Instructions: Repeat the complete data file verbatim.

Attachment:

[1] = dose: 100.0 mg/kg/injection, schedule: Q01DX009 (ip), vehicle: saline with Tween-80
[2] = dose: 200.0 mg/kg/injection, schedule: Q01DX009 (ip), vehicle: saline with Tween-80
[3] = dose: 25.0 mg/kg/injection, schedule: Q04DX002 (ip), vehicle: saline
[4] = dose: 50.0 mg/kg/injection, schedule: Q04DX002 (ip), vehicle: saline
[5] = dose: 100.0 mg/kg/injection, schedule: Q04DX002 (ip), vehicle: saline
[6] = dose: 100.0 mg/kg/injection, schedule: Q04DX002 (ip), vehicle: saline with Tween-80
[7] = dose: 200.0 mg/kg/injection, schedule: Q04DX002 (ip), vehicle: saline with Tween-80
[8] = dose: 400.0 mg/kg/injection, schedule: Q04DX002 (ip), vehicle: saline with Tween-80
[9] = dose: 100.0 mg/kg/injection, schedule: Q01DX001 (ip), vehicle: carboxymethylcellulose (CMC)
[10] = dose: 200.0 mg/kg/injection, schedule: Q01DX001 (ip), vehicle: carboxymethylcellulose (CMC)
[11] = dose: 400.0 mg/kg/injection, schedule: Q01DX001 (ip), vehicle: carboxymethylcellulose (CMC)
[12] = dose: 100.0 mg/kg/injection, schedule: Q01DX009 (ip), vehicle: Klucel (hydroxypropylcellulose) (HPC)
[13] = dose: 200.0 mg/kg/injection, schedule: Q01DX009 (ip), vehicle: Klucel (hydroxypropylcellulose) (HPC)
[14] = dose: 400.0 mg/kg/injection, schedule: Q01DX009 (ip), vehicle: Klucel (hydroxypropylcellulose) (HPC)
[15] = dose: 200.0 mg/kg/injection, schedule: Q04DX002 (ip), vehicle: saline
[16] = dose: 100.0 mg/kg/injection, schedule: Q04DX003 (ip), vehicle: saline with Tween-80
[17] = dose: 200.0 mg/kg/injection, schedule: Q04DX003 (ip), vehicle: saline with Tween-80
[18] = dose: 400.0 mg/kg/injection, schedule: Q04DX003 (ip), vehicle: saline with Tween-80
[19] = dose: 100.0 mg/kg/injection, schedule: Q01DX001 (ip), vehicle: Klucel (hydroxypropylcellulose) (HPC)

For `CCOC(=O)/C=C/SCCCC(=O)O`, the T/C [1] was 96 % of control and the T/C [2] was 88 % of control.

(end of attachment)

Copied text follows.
[1] = dose: 100.0 mg/kg/injection, schedule: Q01DX009 (ip), vehicle: saline with Tween-80
[2] = dose: 200.0 mg/kg/injection, schedule: Q01DX009 (ip), vehicle: saline with Tween-80
[3] = dose: 25.0 mg/kg/injection, schedule: Q04DX002 (ip), vehicle: saline
[4] = dose: 50.0 mg/kg/injection, schedule: Q04DX002 (ip), vehicle: saline
[5] = dose: 100.0 mg/kg/injection, schedule: Q04DX002 (ip), vehicle: saline
[6] = dose: 100.0 mg/kg/injection, schedule: Q04DX002 (ip), vehicle: saline with Tween-80
[7] = dose: 200.0 mg/kg/injection, schedule: Q04DX002 (ip), vehicle: saline with Tween-80
[8] = dose: 400.0 mg/kg/injection, schedule: Q04DX002 (ip), vehicle: saline with Tween-80
[9] = dose: 100.0 mg/kg/injection, schedule: Q01DX001 (ip), vehicle: carboxymethylcellulose (CMC)
[10] = dose: 200.0 mg/kg/injection, schedule: Q01DX001 (ip), vehicle: carboxymethylcellulose (CMC)
[11] = dose: 400.0 mg/kg/injection, schedule: Q01DX001 (ip), vehicle: carboxymethylcellulose (CMC)
[12] = dose: 100.0 mg/kg/injection, schedule: Q01DX009 (ip), vehicle: Klucel (hydroxypropylcellulose) (HPC)
[13] = dose: 200.0 mg/kg/injection, schedule: Q01DX009 (ip), vehicle: Klucel (hydroxypropylcellulose) (HPC)
[14] = dose: 400.0 mg/kg/injection, schedule: Q01DX009 (ip), vehicle: Klucel (hydroxypropylcellulose) (HPC)
[15] = dose: 200.0 mg/kg/injection, schedule: Q04DX002 (ip), vehicle: saline
[16] = dose: 100.0 mg/kg/injection, schedule: Q04DX003 (ip), vehicle: saline with Tween-80
[17] = dose: 200.0 mg/kg/injection, schedule: Q04DX003 (ip), vehicle: saline with Tween-80
[18] = dose: 400.0 mg/kg/injection, schedule: Q04DX003 (ip), vehicle: saline with Tween-80
[19] = dose: 100.0 mg/kg/injection, schedule: Q01DX001 (ip), vehicle: Klucel (hydroxypropylcellulose) (HPC)

For `CCOC(=O)/C=C/SCCCC(=O)O`, the T/C [1] was 96 % of control and the T/C [2] was 88 % of control.